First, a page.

Angel's trumpet: A dangerous beauty in martial arts novel
Have you ever read a martial arts novel? If you have, then you must be familiar with a famous Chinese writer called Jin Yong (Louis Cha), who is renowned for a series of martial arts novels and essays. In his famous novel "The Return of the Condor Heroes," he wrote about a mysterious toxic flower that left a strong impression on readers. Not an imaginary plant, the flower exists in the real world. It's called angel's trumpet.
The angel's trumpet is native to the Andes Mountains in South America but has become naturalized around the globe for ornamental reasons. It produces large, fragrant flowers with a trumpet shape that hangs on vines, hence the name. Though it is common in gardens now, the IUCN still lists the plant as extinct in the wild, with the seven species of the family all confirmed as under cultivation only.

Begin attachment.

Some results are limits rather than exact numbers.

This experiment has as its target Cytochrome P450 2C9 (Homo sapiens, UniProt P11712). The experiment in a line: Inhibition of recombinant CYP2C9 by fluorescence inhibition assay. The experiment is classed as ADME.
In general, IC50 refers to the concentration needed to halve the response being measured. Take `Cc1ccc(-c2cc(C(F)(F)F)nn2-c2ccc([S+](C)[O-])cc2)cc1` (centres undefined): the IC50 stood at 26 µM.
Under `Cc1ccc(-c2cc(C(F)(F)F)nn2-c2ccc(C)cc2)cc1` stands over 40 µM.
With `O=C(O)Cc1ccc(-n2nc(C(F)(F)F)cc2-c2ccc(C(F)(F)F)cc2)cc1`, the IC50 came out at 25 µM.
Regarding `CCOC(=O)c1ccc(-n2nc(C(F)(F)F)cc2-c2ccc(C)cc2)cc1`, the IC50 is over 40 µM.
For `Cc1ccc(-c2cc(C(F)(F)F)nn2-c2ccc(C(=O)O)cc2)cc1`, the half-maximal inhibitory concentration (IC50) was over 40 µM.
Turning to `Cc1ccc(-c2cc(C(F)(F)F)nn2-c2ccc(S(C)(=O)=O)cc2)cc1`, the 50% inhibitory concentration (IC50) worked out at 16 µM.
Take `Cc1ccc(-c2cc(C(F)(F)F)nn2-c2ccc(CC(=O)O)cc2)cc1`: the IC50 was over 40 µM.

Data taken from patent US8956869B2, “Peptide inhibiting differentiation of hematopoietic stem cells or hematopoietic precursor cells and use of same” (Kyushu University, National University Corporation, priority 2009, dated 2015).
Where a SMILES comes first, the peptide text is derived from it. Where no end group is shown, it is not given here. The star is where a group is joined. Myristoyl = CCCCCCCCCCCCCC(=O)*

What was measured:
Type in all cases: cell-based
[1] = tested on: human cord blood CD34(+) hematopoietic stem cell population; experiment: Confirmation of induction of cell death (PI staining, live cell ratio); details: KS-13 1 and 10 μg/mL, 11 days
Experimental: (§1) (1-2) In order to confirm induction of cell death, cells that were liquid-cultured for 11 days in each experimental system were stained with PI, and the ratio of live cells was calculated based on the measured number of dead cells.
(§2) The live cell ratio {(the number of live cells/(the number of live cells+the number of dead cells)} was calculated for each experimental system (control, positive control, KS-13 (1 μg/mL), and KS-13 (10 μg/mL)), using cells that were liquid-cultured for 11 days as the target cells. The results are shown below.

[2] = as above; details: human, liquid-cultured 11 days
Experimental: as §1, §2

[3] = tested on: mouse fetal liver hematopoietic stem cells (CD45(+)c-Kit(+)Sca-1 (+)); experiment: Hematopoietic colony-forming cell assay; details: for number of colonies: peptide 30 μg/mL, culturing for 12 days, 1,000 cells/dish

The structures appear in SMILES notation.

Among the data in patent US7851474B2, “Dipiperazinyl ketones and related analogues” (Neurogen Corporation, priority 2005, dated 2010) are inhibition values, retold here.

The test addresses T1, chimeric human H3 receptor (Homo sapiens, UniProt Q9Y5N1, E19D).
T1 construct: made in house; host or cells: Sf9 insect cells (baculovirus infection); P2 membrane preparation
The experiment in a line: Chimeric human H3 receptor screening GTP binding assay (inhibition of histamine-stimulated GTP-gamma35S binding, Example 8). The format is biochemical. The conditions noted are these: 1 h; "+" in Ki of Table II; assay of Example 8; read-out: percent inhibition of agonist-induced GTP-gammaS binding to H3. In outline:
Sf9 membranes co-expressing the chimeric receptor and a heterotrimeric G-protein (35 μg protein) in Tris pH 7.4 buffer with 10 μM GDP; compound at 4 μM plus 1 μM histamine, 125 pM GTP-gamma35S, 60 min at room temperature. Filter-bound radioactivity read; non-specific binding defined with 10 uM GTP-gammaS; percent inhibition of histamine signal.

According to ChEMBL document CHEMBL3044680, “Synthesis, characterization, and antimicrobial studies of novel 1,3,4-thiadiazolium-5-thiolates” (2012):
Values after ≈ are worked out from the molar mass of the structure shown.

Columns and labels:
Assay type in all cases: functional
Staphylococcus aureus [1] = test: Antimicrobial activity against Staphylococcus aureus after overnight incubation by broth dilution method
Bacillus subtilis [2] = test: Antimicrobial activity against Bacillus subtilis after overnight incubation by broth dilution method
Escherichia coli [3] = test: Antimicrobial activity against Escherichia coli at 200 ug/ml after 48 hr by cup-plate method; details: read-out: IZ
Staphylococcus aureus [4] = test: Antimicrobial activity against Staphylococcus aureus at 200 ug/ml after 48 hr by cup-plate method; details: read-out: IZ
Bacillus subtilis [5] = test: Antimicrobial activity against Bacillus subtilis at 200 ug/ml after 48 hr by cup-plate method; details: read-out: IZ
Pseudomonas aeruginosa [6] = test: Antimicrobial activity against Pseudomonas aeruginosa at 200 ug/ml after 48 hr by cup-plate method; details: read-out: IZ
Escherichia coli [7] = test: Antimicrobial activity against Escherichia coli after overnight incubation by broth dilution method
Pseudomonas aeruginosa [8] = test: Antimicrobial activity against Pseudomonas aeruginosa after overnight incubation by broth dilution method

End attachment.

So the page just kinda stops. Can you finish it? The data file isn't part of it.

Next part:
Many will ask if the flower is truly dangerous because of its poison, in line with what Jin Yong indicated in the novel. All parts of the plant are indeed toxic and poisoning could result from ingestion and just touching.
If you still want to get close to the drooping flowers and their scents or grow them, wear gloves. Angle's trumpet does best in warm climates. With a fair amount of sunlight, its bloom could last the whole summer. It prefers moist and well-drained soil. If you fulfill these requirements, you will soon be able to see the "trumpets" hanging on the vines. However, you are not encouraged to keep the plant if you have children or pets.